Mr Flibble Talks To... Parallel Universe
In the far reaches of a quite, quite different reality - which is to say, Los Angeles - a version of Red Dwarf was made for US TV. Chris Eigeman was first choice for the American Rimmer. Small wonder, given his impressive work in independent cinema. Mr Flibble stopped by to swap on-set anecdotes.
8 December, 2000
Chris Eigeman
Mr Flibble's right hand provided by
Andrew Ellard

So let's talk about your films with Whit Stillman.

We did three in total - we did Metropolitan, Barcelona and The Last Days of Disco. And all three of them hold together as three pieces of the same puzzle; you'll see characters overlap in each of them. But I played three different people in all three different films - it's just that I look exactly the same in all of them, which can be confusing.

So all three could theoretically meet up...

That's the one! We actually tried to pull that off in The Last Days of Disco. We thought about ways to pull it of, but thought, 'No there probably isn't.' [It would have been] more looking at things that don't exist on blue-screen! (Laughs)

You seem to aim for these script-led, independent films.

Yeah - I think I'm better in those than in the other kind. You can look at the last ten years of things I've done and go, 'Well, that makes sense.' But actually it's all complete happenstance. I was lucky enough to meet Whit Stillman years ago, and I work with a guy named Noah Baumbach - we've done two films together. I'm just fortunate that way. It's much more luck than it is design.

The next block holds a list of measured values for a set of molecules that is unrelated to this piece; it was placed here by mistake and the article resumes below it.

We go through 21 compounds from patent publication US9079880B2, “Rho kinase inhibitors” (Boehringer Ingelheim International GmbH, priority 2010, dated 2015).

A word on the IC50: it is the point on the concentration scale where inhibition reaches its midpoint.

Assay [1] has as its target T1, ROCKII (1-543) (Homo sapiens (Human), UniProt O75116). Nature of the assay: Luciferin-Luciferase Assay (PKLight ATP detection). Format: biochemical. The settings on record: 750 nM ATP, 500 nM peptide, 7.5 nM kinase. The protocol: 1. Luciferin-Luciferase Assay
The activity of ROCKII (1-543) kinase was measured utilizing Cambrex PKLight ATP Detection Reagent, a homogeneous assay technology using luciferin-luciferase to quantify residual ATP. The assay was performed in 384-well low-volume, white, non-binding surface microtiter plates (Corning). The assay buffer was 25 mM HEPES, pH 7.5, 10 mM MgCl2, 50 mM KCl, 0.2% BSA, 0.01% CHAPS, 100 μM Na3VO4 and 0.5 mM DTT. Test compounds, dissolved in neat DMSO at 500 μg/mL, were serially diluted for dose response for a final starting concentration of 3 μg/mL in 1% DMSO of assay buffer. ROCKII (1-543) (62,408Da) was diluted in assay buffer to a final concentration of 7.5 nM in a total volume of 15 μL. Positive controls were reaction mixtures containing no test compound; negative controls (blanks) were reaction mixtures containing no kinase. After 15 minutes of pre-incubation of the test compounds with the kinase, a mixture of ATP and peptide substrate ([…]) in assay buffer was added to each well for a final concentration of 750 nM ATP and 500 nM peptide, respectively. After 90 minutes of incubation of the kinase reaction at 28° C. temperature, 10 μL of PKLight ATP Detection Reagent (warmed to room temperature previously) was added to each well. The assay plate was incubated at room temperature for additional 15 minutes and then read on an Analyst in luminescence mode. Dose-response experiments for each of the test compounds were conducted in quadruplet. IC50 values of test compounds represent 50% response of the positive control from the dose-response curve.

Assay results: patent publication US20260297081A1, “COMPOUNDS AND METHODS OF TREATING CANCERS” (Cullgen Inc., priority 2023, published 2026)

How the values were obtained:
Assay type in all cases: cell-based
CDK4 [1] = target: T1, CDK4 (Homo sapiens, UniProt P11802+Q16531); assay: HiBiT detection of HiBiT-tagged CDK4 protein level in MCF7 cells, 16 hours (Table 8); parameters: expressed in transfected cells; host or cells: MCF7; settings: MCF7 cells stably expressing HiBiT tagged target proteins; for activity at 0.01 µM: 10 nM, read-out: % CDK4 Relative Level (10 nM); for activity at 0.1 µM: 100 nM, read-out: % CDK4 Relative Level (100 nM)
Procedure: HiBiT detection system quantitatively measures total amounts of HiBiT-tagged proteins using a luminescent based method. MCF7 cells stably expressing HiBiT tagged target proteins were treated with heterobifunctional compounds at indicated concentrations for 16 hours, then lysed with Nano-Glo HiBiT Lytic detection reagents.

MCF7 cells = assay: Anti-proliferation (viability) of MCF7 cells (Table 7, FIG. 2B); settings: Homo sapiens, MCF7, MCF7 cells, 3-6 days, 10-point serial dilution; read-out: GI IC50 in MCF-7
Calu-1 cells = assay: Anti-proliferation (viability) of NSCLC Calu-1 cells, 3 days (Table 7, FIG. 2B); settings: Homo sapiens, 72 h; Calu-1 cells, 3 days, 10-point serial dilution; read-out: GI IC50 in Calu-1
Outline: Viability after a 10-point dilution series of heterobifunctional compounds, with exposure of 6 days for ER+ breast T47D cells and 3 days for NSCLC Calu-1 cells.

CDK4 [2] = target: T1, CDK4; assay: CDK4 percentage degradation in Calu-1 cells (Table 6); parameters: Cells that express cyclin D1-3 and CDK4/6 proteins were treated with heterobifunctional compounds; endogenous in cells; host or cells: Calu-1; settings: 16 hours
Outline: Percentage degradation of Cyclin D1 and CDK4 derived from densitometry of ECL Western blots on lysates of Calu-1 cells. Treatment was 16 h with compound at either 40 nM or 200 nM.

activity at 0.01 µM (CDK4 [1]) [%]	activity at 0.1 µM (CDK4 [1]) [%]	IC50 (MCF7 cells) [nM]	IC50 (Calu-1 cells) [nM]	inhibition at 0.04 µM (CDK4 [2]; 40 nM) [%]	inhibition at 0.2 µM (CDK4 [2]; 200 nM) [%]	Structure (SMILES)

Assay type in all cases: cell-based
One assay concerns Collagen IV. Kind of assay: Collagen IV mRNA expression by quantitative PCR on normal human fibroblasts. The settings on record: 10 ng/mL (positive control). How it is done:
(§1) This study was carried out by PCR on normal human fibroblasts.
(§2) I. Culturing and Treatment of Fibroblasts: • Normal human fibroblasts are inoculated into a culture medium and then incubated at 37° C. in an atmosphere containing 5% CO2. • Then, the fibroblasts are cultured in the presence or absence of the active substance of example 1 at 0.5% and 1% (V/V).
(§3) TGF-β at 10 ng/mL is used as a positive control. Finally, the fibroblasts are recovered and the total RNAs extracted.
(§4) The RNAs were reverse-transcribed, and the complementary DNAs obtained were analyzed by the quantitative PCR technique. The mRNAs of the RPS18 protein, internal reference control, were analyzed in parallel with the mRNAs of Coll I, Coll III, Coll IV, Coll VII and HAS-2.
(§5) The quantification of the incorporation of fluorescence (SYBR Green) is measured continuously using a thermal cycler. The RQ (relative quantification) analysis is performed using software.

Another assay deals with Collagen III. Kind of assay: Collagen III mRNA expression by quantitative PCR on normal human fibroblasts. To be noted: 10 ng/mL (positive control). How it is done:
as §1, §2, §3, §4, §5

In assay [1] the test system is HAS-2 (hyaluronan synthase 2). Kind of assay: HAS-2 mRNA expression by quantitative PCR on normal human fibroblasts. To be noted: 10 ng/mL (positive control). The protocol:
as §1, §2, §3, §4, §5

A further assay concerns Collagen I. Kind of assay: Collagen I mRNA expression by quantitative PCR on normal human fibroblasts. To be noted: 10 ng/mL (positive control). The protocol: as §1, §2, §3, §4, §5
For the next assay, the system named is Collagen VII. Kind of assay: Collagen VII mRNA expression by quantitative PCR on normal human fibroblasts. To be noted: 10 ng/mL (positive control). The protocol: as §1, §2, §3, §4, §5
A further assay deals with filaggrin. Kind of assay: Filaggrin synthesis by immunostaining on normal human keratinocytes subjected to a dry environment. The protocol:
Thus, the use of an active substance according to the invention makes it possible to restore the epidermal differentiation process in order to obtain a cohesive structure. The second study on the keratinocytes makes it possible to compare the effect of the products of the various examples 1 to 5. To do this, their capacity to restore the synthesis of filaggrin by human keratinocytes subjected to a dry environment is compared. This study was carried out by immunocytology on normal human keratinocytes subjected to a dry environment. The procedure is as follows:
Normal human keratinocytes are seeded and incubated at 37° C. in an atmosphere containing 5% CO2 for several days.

I'm about to do one with another writer-director [Matthew Miller] - it's going to be me and Jenny McCarthy. Fantastic - I'm just delighted. She's funny, and really smart in the right way. It's called The Perfect You.

Let's talk about your forthcoming film, The Next Big Thing...

It's a movie I did with Connie Britton, Farley Granger and Jamie Harris. It's a screwball comedy set in the overly-pretentious art world in New York City. Which is a rife target! If there's any big softball out there that deserves to be whacked at, it's the very self-important art scene.

I play a painter who's almost destitute, and who gives up because no-one's going to buy his paintings. Then my apartment is robbed, everything gets taken - including one of my paintings. That painting finds its way through certain galleries and becomes famous, and it's attributed to a made-up person. So I end up painting as the made-up person and becoming really famous.

I actually tried to write a movie about painting - which is actually like trying to write a movie about typing. It can be the most boring thing in the world. But the guys who wrote it - Joel and PJ Posner - really found a way around it, found a way to make it dramatic and interesting and funny.